Headquarters of the national highway maintenance department of LuxemburgTorna enrere a la llista de projectes
- Bertrange, Luxembourg
The headquarters of the national highway maintenance department has been designed as part of an extensive town-planning concept, as e complex witch comprises 10 buildings.
Located in a mixed-use industrial zone approximately 10 km from the city of Luxembourg, the new facilities for the central workshops of the Luxembourg highways authority (Administration des Ponts et Chaussées) occupy a plot some 7 ha in size. These facilities comprise the workshops and garages, the central salt stores with their silos, a materials testing laboratory and the offices and amenities for the various services. A number of buildings still operating on the site will be converted to fit in with the site as a whole.
The scale of the project, its heterogeneous town-planning setting and the need to carry out the project in consecutive stages so operations could continue on the site all required meticulous planning. A simple structure that could be duplicated and extended met both the needs of this complex programme and the functional requirements of the activities involved, while respecting the town-planning constraints.
The linear alignment of the garages, parallel to the railway line and highway that adjoin the site, ensured optimal utilisation of the surface area both in terms of the site itself and the way operations were organised. This concept gives the building complex a clearly defined external boundary: protected from the outside, the service operations can be conducted within the site without interference. Moreover, the large garage buildings provide acoustic and visual screening for the immediate surroundings, zoned for housing. Two broad traffic zones are located within the plot, accessible to all service vehicles, including trucks with large turning circles.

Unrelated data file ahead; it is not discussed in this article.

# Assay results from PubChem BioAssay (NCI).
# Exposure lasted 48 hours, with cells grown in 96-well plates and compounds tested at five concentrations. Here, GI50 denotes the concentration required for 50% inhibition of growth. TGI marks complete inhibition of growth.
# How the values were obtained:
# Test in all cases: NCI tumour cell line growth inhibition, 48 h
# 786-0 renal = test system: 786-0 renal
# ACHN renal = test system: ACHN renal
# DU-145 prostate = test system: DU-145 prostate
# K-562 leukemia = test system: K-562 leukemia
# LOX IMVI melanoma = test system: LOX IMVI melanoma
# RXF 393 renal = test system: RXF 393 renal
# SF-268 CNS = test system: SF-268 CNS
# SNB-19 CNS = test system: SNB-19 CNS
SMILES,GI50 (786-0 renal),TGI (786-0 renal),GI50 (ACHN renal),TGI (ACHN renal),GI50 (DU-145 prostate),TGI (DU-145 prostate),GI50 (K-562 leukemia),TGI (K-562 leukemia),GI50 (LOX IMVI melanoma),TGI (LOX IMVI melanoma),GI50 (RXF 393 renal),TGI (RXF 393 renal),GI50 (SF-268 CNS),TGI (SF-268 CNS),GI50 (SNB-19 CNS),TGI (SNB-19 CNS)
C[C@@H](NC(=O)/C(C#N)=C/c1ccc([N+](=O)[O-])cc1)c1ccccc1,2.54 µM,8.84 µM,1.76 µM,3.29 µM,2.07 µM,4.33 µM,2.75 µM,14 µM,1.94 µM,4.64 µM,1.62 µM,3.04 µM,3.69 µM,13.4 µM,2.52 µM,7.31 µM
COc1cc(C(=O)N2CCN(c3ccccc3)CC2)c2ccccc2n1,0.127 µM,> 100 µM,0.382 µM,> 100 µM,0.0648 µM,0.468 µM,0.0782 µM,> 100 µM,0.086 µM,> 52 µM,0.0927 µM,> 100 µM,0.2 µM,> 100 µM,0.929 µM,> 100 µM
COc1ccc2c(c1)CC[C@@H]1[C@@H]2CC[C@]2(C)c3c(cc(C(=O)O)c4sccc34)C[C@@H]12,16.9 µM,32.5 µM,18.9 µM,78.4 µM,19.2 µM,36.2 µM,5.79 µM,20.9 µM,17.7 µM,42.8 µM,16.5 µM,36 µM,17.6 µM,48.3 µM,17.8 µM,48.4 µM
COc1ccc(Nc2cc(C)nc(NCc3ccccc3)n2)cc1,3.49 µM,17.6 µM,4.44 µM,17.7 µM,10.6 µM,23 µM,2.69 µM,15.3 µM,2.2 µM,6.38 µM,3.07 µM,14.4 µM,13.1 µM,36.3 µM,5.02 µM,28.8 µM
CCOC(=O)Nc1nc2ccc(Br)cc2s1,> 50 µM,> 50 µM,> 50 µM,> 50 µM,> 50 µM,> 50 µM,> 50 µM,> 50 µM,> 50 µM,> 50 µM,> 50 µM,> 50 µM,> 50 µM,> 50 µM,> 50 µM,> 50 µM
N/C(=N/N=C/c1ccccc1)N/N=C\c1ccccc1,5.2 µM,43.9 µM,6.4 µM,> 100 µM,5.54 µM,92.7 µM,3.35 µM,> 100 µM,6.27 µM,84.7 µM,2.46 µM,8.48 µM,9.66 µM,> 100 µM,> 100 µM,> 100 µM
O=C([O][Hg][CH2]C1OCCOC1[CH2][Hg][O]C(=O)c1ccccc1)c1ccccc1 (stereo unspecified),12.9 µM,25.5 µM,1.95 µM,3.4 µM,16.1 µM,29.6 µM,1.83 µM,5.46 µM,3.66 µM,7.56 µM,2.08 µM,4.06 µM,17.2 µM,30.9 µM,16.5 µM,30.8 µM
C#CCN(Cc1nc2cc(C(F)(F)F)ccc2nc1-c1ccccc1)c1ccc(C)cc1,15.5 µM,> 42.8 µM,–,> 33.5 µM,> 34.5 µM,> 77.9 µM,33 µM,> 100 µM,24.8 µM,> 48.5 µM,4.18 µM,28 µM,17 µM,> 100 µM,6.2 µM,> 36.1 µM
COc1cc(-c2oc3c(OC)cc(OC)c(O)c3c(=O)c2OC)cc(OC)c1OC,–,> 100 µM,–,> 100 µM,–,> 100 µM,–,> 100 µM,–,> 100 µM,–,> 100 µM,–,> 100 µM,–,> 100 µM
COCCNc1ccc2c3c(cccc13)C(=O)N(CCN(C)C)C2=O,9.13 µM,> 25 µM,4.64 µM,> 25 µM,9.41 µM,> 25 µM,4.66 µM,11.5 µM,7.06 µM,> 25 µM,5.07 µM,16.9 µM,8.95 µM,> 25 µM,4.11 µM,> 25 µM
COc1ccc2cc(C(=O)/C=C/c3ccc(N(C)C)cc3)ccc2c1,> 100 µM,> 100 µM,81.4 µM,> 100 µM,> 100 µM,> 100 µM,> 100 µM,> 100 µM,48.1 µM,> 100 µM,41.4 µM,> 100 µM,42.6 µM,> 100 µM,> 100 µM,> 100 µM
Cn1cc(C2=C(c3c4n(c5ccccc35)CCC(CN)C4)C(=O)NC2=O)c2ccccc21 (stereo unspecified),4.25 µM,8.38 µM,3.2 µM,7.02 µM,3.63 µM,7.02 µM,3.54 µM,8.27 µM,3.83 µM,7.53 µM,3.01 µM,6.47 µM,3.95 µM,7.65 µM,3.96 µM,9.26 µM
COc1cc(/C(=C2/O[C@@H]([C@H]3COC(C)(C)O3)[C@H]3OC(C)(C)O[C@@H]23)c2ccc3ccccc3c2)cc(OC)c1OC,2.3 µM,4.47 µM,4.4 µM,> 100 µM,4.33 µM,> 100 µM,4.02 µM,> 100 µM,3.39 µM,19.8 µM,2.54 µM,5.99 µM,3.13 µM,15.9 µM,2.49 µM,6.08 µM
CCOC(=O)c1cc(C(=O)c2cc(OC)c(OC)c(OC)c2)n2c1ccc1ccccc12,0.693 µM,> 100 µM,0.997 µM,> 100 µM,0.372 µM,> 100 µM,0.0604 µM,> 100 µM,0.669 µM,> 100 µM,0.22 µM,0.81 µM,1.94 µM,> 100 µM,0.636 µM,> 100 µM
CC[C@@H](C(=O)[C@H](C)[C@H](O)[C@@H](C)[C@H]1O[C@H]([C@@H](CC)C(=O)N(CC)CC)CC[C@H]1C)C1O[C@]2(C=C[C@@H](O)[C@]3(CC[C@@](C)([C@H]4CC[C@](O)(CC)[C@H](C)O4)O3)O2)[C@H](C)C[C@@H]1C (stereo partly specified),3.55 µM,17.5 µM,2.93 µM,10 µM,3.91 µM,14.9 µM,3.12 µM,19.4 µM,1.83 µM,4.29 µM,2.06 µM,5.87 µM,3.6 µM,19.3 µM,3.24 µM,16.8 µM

Along the perimeter of the site, the buildings are closed and clad with a uniform metallic structure in extruded aluminium reminiscent of motorway crash barriers. The garages and workshops with their recessed glass gateways create optimal lighting levels within the halls. The regular cross-section of the garages reflects the width of the vehicles housed there. Offices for the workshop management, the meeting rooms and the canteen have been sited in such a way as to be directly accessible from the entry points to the site. Peripheral parking for staff and visitors avoids hindrance to the works traffic inside.
Further into the site are the buildings with more specific functions. Their individual functional and structural constraints mean that they have, as a direct result of functional imperatives, assumed quite different architectural forms from the metallic appearance of the garages and workshops. One of these core buildings is the new salt store containing the central salt stocks, silos and loading hoppers. This building was completed in 2005, as were the workshops and garages. It comprises two hangars, each with a capacity of 3 500 tonnes, together with two 200-tonne silos. The building's function as a salt depot required the use of carefully selected materials, wood and stainless steel, not easily damaged by salt. The semitransparent polycarbonate sheeting used for the cladding of the external facade reveals the underlying wood structure, providing an interplay with the exterior through the interaction between light and reflections.